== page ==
Earlier this year, NRC visited Mbulungu and Bakuakashila, two villages ravaged by the regional conflict in 2017.  NRC used its “community-based approach” by consulting with these communities to better understand their primary needs, to properly target the most vulnerable people and facilitate their ability to choose the assistance they require.

This intervention, however, is only a drop in the ocean of the vast needs of this community.  NRC is currently the only humanitarian actor in the zone and funding is not enough to address other acute needs such as food assistance, household items and education.  The Humanitarian Response Plan is currently only 25 per cent funded eight months into the year.  Humanitarian capacity is critically low.  If donors do not act now for the people of Mbulungu and for the rest of DR Congo, it will be too late.

August 29, 2018 - Kasai-Central Province, DR Congo 
Photo: NRC/Aléxis Huguet
Read caption View of the ruins of an administrative building in the village of Mbulungu, Central Kasai region. In early 2017, armed militias took control of the area. They systematically destroyed official buildings and attacked government officials. Photo: Aléxis Huguet/NRC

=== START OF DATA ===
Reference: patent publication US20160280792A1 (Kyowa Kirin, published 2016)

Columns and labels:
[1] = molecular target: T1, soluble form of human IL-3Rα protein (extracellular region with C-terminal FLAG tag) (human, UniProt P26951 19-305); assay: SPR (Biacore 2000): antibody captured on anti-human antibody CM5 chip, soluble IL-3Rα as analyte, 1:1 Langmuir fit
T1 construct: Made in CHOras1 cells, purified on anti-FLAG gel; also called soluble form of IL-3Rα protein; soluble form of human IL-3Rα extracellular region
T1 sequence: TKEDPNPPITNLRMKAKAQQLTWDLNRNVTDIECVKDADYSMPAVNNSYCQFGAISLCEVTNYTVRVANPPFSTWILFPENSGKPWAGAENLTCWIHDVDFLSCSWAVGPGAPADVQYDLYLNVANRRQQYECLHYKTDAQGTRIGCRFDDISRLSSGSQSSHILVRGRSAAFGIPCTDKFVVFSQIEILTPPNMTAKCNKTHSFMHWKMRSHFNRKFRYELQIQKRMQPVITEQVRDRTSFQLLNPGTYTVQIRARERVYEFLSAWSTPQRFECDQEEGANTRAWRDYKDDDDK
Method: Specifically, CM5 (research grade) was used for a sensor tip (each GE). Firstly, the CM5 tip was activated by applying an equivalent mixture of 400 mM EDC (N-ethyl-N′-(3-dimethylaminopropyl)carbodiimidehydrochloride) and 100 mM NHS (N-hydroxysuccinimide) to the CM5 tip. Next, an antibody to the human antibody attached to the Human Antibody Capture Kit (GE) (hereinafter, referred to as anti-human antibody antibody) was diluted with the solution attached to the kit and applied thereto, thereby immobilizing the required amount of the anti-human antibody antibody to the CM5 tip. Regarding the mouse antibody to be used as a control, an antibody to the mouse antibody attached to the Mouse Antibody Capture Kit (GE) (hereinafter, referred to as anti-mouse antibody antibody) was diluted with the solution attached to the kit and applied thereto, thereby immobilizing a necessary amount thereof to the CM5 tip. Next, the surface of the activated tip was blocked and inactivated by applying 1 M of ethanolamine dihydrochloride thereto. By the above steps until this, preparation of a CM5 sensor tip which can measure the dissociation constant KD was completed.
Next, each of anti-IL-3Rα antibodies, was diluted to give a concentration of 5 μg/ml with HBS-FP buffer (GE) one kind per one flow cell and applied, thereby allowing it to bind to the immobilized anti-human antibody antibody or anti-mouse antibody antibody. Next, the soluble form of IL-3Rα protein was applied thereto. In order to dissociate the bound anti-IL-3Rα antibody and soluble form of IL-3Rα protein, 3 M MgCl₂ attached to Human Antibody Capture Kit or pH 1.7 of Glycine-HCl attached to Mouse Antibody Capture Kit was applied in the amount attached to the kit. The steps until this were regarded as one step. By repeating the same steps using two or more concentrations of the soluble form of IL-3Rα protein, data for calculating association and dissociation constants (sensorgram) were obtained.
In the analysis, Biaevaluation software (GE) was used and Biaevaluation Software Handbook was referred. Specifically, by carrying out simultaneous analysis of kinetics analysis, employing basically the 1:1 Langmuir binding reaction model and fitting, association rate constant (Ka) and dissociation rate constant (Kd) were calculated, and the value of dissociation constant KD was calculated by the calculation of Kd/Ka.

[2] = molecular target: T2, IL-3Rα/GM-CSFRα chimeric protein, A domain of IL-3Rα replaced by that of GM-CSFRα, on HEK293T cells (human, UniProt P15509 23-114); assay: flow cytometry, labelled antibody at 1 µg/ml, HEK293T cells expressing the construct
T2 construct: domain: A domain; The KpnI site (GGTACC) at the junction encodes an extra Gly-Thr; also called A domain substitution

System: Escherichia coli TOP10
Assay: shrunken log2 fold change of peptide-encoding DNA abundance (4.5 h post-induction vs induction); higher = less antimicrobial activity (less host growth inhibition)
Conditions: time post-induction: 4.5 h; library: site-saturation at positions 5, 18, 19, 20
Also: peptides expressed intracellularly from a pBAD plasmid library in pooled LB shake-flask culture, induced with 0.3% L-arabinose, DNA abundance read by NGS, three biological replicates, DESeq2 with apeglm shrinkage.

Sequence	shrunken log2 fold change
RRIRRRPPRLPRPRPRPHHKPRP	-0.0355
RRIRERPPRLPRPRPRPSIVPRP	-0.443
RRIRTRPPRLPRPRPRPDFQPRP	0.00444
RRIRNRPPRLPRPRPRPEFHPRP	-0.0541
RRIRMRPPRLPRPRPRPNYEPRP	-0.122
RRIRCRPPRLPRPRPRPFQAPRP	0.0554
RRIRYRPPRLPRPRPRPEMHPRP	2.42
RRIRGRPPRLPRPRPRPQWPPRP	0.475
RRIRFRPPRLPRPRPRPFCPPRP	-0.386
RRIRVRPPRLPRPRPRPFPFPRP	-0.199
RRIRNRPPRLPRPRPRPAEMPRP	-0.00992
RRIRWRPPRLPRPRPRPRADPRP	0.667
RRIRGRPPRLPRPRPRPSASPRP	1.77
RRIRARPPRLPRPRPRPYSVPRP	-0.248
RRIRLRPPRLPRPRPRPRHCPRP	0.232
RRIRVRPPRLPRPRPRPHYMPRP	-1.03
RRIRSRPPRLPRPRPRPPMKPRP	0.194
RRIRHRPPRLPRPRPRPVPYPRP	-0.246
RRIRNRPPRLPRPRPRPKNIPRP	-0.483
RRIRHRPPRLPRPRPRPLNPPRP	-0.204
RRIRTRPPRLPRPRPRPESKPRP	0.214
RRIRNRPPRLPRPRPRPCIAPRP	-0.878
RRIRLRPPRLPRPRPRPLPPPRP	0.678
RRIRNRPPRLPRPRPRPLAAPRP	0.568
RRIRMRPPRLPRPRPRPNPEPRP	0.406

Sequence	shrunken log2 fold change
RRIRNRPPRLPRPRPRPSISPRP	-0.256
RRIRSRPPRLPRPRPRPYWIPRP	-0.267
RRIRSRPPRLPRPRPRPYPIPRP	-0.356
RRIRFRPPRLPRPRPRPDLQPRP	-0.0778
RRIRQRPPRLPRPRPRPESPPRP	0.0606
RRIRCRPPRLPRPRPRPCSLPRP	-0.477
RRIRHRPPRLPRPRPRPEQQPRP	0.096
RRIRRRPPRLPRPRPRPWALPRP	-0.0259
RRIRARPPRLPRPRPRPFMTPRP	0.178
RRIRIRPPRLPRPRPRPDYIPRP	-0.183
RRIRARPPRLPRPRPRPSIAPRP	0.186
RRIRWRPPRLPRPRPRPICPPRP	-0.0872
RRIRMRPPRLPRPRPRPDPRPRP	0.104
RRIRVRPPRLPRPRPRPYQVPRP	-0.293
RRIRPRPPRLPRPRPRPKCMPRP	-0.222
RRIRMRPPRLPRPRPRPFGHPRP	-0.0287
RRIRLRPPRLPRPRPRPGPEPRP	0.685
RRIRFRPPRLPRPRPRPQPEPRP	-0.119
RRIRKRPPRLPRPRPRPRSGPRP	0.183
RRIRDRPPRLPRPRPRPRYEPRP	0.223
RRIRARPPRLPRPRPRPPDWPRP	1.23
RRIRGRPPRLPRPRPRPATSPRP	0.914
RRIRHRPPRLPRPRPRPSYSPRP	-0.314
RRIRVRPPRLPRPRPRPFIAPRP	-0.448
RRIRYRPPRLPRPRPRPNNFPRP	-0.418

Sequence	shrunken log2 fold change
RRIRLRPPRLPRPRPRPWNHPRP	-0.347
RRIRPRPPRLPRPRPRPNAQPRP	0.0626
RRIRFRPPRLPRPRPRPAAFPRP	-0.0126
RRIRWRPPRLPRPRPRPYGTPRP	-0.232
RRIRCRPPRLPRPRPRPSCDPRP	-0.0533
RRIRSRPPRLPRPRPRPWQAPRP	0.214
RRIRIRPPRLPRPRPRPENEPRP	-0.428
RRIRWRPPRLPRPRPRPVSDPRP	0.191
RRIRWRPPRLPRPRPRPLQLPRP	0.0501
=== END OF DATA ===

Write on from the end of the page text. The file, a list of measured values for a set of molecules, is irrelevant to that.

"We cried with them"

Two years at work in one of the world's deadliest crises have left their traces. In 2016, a new conflict broke out in the Kasaï province in the south-western part of the country, and the civilian population there were subjected to horrific violence and abuse. Thanks to new funding, NRC was able to react quickly, and were the first to reach the civilian population with help. The people she met there, will never escape Ulrika’s mind.